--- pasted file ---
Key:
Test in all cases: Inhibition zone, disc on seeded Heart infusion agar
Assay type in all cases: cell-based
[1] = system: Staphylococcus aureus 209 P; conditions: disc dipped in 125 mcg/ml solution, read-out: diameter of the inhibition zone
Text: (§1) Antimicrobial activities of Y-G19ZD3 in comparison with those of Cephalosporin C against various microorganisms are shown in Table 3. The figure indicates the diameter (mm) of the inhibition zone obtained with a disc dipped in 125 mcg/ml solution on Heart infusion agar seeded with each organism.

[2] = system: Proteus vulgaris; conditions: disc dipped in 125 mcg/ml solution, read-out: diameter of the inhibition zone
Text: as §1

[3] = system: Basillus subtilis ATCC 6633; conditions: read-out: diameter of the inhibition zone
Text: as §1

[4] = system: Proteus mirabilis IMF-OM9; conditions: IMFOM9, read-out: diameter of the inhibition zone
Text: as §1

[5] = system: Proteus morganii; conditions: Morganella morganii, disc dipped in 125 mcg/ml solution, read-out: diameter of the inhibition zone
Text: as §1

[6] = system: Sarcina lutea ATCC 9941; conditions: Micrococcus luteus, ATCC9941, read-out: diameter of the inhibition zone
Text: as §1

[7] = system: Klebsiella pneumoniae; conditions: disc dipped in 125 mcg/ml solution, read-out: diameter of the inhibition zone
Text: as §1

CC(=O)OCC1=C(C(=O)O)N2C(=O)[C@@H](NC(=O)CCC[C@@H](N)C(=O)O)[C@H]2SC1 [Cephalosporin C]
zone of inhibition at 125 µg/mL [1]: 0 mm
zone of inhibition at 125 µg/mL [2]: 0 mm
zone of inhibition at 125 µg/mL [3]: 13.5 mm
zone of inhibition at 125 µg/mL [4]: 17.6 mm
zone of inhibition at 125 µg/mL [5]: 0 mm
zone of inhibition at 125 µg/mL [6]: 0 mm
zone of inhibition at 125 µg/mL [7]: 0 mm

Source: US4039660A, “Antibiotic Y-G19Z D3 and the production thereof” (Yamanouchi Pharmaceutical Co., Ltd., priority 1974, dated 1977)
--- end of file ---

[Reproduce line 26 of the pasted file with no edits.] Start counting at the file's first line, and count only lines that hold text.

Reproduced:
Source: US4039660A, “Antibiotic Y-G19Z D3 and the production thereof” (Yamanouchi Pharmaceutical Co., Ltd., priority 1974, dated 1977)